Zero Vegetable / Fruit Consumption by Children
English: % of children 6 - 23 months of age who did not consume any vegetables or fruits during the previous day
French: % d’enfants âgés de 6 à 23 mois n’ayant consommé aucun légume ou fruit le jour précédent
Portuguese: % de crianças com idades compreendidas entre 6-23 meses que não consumiram quaisquer legumes ou frutas durante o dia anterior
Czech: % dětí ve věku 6 - 23 měsíců, které v uplynulém dni nekonzumovaly žádné ovoce či zeleninu
What is its purpose?
WHO indicates that low vegetable and fruit consumption is associated with an increased risk of non-communicable diseases, placing it among the top 10 risk factors for global mortality. Therefore, this indicator measures the proportion of children who did not consume any vegetables or fruits during the previous day.
How to Collect and Analyse the Required Data
There are two main ways to determine the indicator’s value. Both require conducting individual interviews with caregivers of a representative sample of children aged 6 - 23 months:
1) Using Data from Measuring Dietary Diversity
When measuring children’s dietary diversity (see guidance), the questionnaire recommended by WHO/UNICEF also records whether a child consumed fruits and/or vegetables (Q7C-Q7H). You can use the data to determine the indicator’s value.
2) Asking About Vegetables / Fruits Only
If you do not use the questionnaire mentioned above, you should only use the following questions:
Q1: Yesterday, did [child’s name] consume any fruits or vegetables?
A1: yes / no / does not know
To calculate the indicator’s value, divide the number of children aged 6 - 23 months who consumed vegetables or fruits during the previous day by the total number of surveyed children aged 6 - 23 months (excluding those where the "does not know" answer was provided). Multiply the result by 100 to convert it to a percentage.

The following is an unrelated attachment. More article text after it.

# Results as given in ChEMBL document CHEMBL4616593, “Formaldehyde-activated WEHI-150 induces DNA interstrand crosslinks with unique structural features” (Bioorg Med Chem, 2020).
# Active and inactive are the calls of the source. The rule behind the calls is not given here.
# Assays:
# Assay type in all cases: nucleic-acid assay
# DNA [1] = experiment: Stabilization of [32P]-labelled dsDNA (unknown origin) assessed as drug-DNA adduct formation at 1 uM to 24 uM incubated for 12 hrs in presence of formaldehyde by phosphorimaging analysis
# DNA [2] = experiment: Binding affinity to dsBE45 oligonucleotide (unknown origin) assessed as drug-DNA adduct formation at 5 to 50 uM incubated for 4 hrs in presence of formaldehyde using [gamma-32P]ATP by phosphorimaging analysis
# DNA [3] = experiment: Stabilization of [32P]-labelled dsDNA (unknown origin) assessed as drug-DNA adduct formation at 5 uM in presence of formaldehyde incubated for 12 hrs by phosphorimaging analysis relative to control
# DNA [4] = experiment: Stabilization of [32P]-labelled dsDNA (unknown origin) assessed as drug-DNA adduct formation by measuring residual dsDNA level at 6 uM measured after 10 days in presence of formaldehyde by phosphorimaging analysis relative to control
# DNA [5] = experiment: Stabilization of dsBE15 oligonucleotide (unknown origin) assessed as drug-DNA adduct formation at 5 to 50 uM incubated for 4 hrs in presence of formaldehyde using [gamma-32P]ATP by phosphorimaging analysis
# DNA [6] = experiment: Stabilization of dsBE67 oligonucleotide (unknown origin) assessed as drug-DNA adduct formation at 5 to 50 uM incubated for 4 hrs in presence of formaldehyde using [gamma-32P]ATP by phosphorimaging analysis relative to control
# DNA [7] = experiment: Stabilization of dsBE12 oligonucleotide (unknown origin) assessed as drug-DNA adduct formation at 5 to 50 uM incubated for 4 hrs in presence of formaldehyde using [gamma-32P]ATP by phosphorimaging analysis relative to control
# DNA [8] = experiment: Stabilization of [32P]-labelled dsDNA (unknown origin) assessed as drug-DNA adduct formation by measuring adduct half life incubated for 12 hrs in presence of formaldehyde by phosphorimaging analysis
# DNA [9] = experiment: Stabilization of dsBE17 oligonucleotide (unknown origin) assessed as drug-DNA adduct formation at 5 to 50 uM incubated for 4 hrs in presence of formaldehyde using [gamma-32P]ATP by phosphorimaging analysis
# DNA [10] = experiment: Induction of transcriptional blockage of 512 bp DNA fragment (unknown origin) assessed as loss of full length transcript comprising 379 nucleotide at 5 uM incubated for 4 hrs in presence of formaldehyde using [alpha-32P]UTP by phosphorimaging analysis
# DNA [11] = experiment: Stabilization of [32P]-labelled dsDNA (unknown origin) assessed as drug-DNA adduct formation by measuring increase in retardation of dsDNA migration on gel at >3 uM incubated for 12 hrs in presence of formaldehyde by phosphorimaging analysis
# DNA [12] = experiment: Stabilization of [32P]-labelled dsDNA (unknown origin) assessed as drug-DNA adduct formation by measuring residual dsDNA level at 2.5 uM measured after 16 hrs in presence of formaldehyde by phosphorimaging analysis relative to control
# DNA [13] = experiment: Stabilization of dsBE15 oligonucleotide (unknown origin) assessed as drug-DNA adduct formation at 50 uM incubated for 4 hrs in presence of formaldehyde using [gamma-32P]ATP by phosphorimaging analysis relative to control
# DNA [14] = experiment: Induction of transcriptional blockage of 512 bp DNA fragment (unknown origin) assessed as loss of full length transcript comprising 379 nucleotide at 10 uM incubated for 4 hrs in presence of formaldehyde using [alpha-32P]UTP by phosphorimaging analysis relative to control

Disaggregate the data by gender, age group and household wealth.
1) In many contexts, consumption of vegetables and fruits is prone to seasonal differences. Do your best to collect baseline and endline data from the same period of year; otherwise, it is very likely that it will not be comparable. Do not collect data during the fasting periods (such as pre-Easter or Ramadan).
2) If the caregiver takes care of two children aged 6 - 23 months (from the same household) and household sampling has been used, then data should be collected for both children. If a list method has been used and have been children identified as the primary sampling unit, then data should only be collected for the sampled child.
3) This indicator relies on accurate age assessment. Since people often do not remember the exact dates of their children’s birth, the enumerators should always verify the child’s age. This can be done by reviewing the child’s birth certificate, vaccination card or other document; however, since many caregivers do not have such documents (and since they can include mistakes), it is essential that the enumerators are able to verify the child’s age by using local events calendars. Read FAO’s Guidelines (see below) to learn how to prepare local events calendars and how to train enumerators in their correct use.
Access Additional Guidance
- WHO/UNICEF (2021) Indicators for Assessing IYCF Practices (.pdf)
- FAO (2008) Guidelines for Estimating the Month and Year of Birth of Young Children (.pdf)